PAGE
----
Hopp To Become Majority Owner Of TSG Parma Owner Confirms Takeover Of Club Hangin' With ... Seth Holmes Match-Fixing Law Doesn't Go Far Enough Allianz Arena Increases Capacity To 75K Munich City Council Approves New Arena Marussia Nose Section Sells For $23,500 Ecclestone Pushes For Engine Changes FIBA Says JBA Facing Serious Issues Executive Transactions
SBD Global/May 2, 2014/FacilitiesPrint All
The King Abdullah Football Stadium, "the new national stadium of Saudi Arabia" and home to Jeddah's two Premier League clubs, Al-Ittihad FC and Al-Ahli SC, was officially opened on Thursday, according to Mark Baber of INSIDE WORLD FOOTBALL. The 60,000-seat stadium is part of the King Abdullah Sports City development, and "has taken 14 months to construct." The project was designed by global architects Arup Associates, managed by Aramco and built by Belgium contractor BESIX, along with local firm Al Muhaidib Contracting. The stadium was "built to FIFA requirements, and includes a 5-star quality premium lounge, boxes and VVIP facilities; amenities for visiting top international athletes and press facilities." While the stadium has "at least 308 seats" for special needs patrons, including separate toilets and elevators, "hopes the stadium's opening might provide a break-through in allowing Saudi female spectators are yet to materialise" (INSIDE WORLD FOOTBALL, 5/1). In Jeddah, Khaled Al-Ghamdi wrote Saudi King Abdullah bin Abdulaziz "inaugurated Thursday evening the King Abdullah Sports City" and attended the final between Al-Ahli of Jeddah and Al-Shabab of Riyadh for 2014 Custodian of the Two Holy Mosques Football Cup (SAUDI GAZETTE, 5/1). In Dubai, Al Arabiya wrote the facility, "dubbed the Jewel," cost around $507M. During Thursday's opening ceremony, a boy holding "an illuminated, football-shape orb was lifted by a wire high into the air onto a platform," where he passed the orb to King Abdullah, "who thanks the boy and delivers a short speech -- a rarity for the Saudi ruler, who seldom speaks in public." King Abdullah said, “I thank you for this invitation to inaugurate Sports City for the dear people of Saudi Arabia and its sons. You deserve more and more" (AL ARABIYA, 5/2).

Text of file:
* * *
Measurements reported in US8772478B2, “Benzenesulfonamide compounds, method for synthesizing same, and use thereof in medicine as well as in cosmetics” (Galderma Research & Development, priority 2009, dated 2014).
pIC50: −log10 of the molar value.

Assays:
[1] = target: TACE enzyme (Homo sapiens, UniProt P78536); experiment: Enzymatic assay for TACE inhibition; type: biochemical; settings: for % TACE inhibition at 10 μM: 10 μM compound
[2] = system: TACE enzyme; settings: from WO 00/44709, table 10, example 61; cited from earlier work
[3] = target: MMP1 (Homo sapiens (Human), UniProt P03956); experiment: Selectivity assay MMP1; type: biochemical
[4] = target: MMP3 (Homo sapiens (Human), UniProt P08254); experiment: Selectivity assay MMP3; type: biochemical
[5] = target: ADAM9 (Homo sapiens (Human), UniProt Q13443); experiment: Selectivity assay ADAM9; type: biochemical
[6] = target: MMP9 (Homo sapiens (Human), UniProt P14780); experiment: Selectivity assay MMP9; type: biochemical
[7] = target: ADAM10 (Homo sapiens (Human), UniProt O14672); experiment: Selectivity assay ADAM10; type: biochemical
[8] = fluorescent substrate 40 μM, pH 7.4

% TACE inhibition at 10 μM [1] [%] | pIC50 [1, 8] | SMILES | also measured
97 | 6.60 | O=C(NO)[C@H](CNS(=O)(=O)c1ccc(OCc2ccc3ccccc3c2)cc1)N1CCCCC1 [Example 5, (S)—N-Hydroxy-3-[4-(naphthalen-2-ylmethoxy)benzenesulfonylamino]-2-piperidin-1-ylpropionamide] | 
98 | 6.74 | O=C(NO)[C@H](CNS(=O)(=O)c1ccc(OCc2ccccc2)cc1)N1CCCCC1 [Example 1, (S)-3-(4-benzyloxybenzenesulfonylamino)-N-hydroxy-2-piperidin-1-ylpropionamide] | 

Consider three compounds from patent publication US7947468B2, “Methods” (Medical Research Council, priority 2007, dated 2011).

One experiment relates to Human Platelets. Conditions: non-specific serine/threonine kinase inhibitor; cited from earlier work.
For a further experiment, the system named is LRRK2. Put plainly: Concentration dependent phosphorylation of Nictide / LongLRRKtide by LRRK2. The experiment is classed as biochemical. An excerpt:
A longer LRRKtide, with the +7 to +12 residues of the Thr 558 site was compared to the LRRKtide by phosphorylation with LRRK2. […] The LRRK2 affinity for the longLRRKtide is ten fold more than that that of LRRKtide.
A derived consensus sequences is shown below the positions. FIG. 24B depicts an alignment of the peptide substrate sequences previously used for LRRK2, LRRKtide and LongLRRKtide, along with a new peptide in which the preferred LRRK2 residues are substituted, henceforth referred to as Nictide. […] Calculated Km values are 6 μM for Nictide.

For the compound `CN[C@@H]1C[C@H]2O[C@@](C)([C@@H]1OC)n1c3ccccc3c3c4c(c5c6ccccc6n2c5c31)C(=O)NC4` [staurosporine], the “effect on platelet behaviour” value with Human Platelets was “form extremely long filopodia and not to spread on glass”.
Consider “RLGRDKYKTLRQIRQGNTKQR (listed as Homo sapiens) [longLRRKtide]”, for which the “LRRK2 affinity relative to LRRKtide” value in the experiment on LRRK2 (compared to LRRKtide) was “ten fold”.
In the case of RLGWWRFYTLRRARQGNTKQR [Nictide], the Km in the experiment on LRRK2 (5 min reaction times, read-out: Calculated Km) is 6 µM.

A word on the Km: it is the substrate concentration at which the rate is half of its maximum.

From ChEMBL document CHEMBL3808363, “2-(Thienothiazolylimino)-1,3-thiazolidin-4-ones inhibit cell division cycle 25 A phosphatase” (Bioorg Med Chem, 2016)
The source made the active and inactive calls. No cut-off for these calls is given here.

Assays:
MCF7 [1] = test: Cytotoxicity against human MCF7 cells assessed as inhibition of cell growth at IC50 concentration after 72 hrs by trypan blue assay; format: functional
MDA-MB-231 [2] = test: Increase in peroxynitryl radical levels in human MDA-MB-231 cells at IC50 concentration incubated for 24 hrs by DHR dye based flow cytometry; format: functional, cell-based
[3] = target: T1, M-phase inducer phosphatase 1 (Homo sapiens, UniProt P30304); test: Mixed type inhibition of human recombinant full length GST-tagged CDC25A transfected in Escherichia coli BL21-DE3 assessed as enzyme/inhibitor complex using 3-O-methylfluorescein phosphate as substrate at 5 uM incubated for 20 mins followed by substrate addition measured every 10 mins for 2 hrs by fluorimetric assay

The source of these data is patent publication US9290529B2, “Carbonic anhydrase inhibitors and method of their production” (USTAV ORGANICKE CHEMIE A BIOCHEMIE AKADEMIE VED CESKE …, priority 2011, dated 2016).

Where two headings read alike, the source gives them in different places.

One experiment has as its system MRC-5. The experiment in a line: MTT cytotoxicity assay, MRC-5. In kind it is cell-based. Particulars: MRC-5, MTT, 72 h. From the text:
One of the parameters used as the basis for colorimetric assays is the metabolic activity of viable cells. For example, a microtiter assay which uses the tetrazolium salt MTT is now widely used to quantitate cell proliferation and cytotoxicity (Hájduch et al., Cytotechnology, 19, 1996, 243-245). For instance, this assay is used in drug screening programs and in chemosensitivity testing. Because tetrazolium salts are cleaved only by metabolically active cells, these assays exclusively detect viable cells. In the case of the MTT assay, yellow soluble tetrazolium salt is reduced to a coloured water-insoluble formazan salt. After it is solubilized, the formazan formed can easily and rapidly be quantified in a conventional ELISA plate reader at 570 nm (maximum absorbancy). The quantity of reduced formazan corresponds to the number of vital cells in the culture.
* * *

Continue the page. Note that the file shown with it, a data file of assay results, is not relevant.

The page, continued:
Australian Football League side Carlton is in negotiations with the AFL about making the Melbourne Cricket Ground its main home ground for '15 and beyond, "with the club board having decided that it wants to play as many as eight of its 11 home games at the bigger stadium," according to Jake Niall of THE AGE. Carlton, "which reluctantly signed on to play six home games at Etihad Stadium in 2004, is in the last year of that 10-year deal and will need to have a new arrangement bedded down soon, as clubs begin submitting their fixturing requests." Carlton CEO Greg Swann confirmed that "the club wants seven or eight games at the MCG, and the remainder at Etihad Stadium." Carlton has long been on record that it would prefer to play more games at the MCG, though it has never pushed to play all of them at the larger stadium; while it would "prefer an 8-3 MCG-Etihad split, seven games at the 'G and four at Etihad appears a better chance to win AFL backing" (THE AGE, 5/1). In Melbourne, Jon Ralph wrote Melbourne Cricket Club CEO Stephen Gough said that food and drink prices at the MCG "will not drop any time soon." Gough met with new AFL CEO Gillon McLachlan recently "to discuss MCG prices," where hot chips cost A$5.60 ($5.20) and a mid-strength beer A$7.10. Gough said that "it was impossible to simply drop prices without increasing other costs for fans," as the MCC attempts to pay off a A$270M redevelopment debt. The league and clubs take the lion’s share of revenue from ticket sales, "with the 100,000-seat stadium depending on food and beverage costs for profitability." Gough said, “Someone can say it costs two bucks a kilo for potatoes, but there’s a lot more to it than that. Each decision has a cascading effect the economics of the code" (HERALD SUN, 5/1). THE AGE reported Brisbane "has dismissed claims it plans to play some home AFL matches at a new venue south of the city." A newspaper report on Monday claimed Lions Chair Bob Sharpless "was aiming to develop a stadium at the Lions' proposed training and administration venue in Springfield." Sharpless said that "he had no plans to take games away from the Gabba and that his comments had been misinterpreted" (THE AGE, 4/30).
Naming rights for the 49,000-seat Miyagi Stadium, the unloved secondary venue for J.League side Vegalta Sendai home games, have been bought by the local branch of the JA agricultural cooperative. The deal sees the stadium renamed the Hitomebore Stadium Miyagi until '17, for 5M yen ($50,000) in annual fees. Hitomebore is a popular local variety of rice; the word can also mean "love at first sight," though local fans have little affection for the stadium. In addition to poor transport links, Vegalta Sendai's record in matches at the stadium, which is a 30-minute drive from the city, has been so poor that fans call it jinxed. Japan's run in the 2002 FIFA World Cup ending there with a 1-0 defeat to Turkey didn't help its image.
OLYMPIC VENUE: Vegalta hasn't scheduled any J.League home games there for the current season, preferring to use the 20,000-capacity Yurtec Stadium in Sendai City. However, the stadium has been selected as a football venue for the 2020 Tokyo Olympics, and hosts big concerts. A spokesperson for the local JA branch told SBD Global, "It's not big money, and it gives us a chance to promote Hitomebore rice outside the local area, particularly with the Tokyo Olympics coming up. And a lot of other events are scheduled for there in the meantime."
Gavin Blair is a writer in Tokyo.